The broad aim of this study is to investigate the «media reality» of political communication in this new age. Working within the sphere of political communication and interconnected media systems, the study examines how the information in news source texts and responses to them are recontextualised and disseminated worldwide and fed back again through recursive communication. Specifically, this work also considers the ways in which the aims of the political phenomenon of Hezbollah are disseminated and connected across various news media outlets. In particular, the process of recursive dissemination of communication is analysed in three news media outlets, namely Al-Jazeera, the BBC, and CNN.
Table Of Contents
- About the Author
- About the Book
- This eBook can be cited
- Chapter 1: Introduction
- 1.1 Definition of the Theme of Dissemination
- 1.2 Reflections on Theory
- 1.3 Aims and Objectives of the Study
- 1.4 Overview of the Structure of the Study
- 1.5 Concluding Remarks
- Chapter 2: Dissemination in the New Age of Political Communication
- 2.1 Defining Political Communication
- 2.2 The Historical Development of Political Communication since 1945
- 2.3 The Concept of Dissemination
- 2.4 The Age of “Dissemination”
- Chapter 3: Orders of Discourse and Intertexts
- 3.1 Approaches to Discourse
- 3.2 Discourse and Ideology
- 3.3 Discourse and Communication
- 3.4 Intertextuality and Dissemination
- 3.5 Translation and Dissemination as a Political Communication Process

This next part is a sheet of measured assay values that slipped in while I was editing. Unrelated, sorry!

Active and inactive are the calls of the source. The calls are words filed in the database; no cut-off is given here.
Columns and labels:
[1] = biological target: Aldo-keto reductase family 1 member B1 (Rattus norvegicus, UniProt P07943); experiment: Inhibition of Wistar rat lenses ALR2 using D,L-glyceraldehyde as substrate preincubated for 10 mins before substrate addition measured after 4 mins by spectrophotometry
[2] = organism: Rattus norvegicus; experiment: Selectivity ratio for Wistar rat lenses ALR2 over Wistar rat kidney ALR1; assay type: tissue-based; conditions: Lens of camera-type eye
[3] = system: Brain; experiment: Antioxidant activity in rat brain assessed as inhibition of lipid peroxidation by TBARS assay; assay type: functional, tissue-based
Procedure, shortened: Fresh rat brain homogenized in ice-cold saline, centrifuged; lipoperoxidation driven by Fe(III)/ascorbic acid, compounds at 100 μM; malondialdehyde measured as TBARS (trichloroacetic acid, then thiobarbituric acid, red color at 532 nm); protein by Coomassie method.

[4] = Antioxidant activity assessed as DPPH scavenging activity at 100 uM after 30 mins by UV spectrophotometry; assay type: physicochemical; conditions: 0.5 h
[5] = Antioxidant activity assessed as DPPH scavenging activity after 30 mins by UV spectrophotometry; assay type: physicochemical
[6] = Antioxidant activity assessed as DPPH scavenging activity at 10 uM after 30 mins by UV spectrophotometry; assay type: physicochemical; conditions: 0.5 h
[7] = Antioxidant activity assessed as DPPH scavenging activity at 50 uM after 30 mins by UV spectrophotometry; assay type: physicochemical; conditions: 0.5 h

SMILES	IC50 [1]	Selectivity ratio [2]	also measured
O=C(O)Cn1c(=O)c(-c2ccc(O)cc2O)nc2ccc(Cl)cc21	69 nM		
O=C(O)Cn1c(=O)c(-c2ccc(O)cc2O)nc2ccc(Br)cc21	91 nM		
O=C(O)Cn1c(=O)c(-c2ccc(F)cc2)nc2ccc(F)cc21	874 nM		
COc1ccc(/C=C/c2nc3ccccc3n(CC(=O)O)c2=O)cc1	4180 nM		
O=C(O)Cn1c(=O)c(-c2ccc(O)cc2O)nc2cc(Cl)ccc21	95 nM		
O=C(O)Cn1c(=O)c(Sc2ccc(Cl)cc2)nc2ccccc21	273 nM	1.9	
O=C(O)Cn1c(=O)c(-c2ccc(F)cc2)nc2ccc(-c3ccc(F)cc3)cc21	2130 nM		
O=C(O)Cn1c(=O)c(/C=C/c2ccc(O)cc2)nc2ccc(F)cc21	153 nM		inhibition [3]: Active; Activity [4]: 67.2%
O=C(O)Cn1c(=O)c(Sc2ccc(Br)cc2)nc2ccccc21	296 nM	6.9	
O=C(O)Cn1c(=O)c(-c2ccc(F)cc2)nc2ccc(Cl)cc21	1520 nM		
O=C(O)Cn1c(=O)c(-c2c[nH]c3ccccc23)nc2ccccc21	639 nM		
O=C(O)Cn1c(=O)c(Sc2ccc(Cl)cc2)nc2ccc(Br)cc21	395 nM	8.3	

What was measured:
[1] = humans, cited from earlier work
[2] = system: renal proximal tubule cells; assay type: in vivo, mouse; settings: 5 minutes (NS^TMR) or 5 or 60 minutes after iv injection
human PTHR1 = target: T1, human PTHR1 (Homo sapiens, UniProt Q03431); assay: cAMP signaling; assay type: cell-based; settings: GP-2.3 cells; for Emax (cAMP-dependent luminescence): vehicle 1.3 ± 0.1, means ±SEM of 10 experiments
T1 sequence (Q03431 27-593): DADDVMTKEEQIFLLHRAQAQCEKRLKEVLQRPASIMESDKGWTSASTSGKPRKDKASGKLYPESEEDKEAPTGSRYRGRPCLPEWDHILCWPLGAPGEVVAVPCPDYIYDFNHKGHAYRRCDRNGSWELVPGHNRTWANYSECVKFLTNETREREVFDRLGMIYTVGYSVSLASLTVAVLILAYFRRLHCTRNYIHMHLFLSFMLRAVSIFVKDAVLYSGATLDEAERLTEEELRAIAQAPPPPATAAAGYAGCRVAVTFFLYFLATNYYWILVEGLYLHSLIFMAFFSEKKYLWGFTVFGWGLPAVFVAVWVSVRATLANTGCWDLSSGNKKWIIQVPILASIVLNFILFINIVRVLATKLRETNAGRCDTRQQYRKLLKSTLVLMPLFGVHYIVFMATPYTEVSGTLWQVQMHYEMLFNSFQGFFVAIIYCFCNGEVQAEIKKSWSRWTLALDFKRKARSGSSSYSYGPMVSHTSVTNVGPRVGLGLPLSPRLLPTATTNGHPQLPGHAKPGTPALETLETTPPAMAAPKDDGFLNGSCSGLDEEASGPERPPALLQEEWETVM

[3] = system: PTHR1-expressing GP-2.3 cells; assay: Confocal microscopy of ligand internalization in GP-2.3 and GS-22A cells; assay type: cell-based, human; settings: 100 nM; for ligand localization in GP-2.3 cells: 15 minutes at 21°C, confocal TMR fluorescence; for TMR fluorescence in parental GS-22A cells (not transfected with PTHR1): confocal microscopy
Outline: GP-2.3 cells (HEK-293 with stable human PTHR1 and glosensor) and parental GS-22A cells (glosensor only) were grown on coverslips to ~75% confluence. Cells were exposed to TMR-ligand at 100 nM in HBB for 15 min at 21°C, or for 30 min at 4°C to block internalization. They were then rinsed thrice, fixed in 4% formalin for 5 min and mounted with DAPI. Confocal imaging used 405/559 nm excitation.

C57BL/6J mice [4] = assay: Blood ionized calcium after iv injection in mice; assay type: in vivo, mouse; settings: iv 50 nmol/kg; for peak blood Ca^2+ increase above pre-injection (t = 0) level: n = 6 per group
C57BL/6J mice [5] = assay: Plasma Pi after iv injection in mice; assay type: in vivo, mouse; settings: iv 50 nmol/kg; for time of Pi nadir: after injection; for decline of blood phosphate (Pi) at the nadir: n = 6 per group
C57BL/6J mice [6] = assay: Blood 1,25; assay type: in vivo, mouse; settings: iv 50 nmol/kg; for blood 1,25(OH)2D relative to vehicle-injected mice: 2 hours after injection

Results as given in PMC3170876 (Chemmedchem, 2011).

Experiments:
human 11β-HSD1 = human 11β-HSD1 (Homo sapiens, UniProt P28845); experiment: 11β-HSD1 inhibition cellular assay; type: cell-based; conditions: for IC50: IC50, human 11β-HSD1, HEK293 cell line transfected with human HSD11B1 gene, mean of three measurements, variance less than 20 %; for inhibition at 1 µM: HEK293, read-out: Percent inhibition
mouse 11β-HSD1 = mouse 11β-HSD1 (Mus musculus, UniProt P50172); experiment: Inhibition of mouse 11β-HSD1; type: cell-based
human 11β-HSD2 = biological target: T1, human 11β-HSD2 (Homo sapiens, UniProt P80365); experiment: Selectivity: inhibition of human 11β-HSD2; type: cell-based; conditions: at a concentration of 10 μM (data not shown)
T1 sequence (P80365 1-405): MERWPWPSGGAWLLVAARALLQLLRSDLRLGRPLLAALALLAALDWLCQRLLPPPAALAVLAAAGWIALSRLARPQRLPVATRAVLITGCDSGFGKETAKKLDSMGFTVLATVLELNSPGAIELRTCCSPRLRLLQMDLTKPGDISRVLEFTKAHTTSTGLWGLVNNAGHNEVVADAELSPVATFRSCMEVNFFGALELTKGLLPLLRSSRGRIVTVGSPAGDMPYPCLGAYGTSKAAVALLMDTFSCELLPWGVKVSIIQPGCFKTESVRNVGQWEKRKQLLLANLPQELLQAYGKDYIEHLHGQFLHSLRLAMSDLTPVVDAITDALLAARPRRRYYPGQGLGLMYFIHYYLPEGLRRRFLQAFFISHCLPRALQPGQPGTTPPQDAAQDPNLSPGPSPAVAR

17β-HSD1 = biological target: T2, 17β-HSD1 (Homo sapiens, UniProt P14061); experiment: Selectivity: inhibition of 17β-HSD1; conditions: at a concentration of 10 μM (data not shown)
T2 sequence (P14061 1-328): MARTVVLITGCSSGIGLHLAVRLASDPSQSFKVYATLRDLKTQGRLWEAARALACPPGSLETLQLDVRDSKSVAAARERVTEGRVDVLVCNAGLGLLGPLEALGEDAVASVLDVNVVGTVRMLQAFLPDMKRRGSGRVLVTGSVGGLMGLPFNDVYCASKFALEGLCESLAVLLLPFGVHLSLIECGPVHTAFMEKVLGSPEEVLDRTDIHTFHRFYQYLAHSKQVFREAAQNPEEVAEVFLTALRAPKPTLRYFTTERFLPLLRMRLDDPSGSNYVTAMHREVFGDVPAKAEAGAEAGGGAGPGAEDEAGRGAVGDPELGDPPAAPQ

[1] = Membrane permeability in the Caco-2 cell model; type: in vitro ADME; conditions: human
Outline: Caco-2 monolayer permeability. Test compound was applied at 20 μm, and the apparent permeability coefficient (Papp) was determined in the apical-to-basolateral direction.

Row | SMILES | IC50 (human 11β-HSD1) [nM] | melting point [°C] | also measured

- 3.6 Concluding Remarks
- Chapter 4: Methodology
- 4.1 Dissemination, Recursivity and Qualitative Methodology
- 4.2 Selection of Data Sources
- 4.3 Data Collection
- 4.4 Corpus Design
- 4.5 Data Instruments
- 4.6 Data Genres and Ideology
- 4.7 Concluding Remarks
- Chapter 5: Data Analysis
- 5.1 Contextual Framework
- 5.2 Recursivities and Framings: Al-Jazeera, the BBC, and CNN
- 5.3 The Self-Representations of Hezbollah
- 5.4 The Role of Translation within the Recursive System
- Chapter 6: Conclusion
- 6.1 Main Findings of the Study
- 6.2 Main Contributions of the Study
- 6.3 Further Research
- Corpus Data
- Secondary Literature
I would like to express my gratitude to all those who gave me the possibility to complete this work.
This work, which has grown out of a PhD thesis, would not have been possible without the generous financial grant of The Yamani Cultural and Charitable Foundation (YCCF), presided by H. E. Sheikh Ahmad Zaki Yamani, former Saudi Minister of Petroleum and Mineral Resources, to whom I am deeply appreciative and indebted.